Human Ninein is a Centrosomal Autoantigen Recognized by CREST Patient Sera and Plays a Regulatory Role in Microtubule Nucleation

 Abstract

Centrosome is the major microtubule organizing center in mammalian cells that plays a critical role in a variety of cellular events by the microtubule arrays emanating from it. Despite its significance, the molecular mechanisms underlying the structure and function of the centrosome are still not clear. Herein we describe the identification of three isotypes of human ninein by expression library screening with autoimmune sera from CREST patients. All three ninein isotypes exhibit centrosomal localization throughout the cell cycle when GFP-tagged fusion proteins are expressed transiently in mammalian cells. Construction of serial deletions of GFP-tagged ninein reveals that a stretch of three leucine zippers with a flanking sequence is required and sufficient for centrosomal targeting. Overexpression of ninein results in mislocalization of ?-tubulin, recruiting it to ectopic (non-centrosomal) ninein-containing sites which are not active in nucleating microtubules. In these cells, nucleation of microtubules from the centrosome is also inhibited. These results thus suggest a regulatory role for ninein in microtubule nucleation.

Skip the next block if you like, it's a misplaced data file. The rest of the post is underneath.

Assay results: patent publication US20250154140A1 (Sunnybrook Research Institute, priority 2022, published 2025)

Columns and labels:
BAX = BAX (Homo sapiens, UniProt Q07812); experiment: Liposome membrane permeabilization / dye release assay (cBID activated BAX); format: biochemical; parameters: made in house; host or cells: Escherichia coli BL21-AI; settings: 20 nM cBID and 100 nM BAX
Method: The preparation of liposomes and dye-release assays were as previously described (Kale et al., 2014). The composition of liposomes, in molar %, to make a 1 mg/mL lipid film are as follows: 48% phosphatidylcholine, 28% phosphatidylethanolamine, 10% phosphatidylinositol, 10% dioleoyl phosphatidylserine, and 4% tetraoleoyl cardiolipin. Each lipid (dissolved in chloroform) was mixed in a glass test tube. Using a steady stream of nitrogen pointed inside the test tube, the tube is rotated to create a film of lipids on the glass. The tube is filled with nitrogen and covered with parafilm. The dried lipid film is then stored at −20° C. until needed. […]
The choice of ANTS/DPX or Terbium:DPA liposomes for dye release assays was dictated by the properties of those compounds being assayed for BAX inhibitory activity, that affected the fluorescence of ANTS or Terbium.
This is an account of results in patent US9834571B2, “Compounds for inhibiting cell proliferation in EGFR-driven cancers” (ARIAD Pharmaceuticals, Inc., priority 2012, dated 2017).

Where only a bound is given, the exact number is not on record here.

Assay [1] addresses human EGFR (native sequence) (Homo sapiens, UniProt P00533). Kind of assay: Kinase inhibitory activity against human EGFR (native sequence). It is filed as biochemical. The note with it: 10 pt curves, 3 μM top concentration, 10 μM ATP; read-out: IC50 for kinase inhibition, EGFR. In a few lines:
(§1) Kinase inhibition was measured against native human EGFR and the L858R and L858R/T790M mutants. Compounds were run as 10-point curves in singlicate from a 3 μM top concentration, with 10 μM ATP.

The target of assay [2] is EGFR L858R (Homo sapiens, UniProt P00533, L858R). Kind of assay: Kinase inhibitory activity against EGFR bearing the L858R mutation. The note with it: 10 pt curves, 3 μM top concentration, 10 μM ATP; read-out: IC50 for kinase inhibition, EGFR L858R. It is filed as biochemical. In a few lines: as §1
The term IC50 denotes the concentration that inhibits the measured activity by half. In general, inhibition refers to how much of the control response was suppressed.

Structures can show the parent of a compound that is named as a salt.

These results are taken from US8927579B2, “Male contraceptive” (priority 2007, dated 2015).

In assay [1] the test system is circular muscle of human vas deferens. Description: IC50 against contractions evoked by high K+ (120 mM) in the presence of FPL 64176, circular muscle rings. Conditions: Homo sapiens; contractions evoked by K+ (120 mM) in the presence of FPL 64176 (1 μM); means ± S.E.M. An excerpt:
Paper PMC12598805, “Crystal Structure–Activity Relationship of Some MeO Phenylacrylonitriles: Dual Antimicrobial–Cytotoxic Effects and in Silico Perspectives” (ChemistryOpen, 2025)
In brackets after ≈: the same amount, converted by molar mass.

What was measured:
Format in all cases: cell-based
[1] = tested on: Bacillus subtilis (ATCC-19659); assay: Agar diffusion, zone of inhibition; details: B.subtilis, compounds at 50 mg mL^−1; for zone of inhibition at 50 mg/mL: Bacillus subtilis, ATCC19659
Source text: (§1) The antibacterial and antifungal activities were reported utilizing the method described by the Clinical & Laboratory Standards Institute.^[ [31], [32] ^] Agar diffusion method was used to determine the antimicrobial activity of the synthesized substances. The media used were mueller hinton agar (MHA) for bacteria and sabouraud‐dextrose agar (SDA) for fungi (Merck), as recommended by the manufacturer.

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Pages
921 - 928
doi
10.4161/cc.3.7.947
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Report
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Human Ninein is a Centrosomal Autoantigen Recognized by CREST Patient Sera and Plays a Regulatory Role in Microtubule Nucleation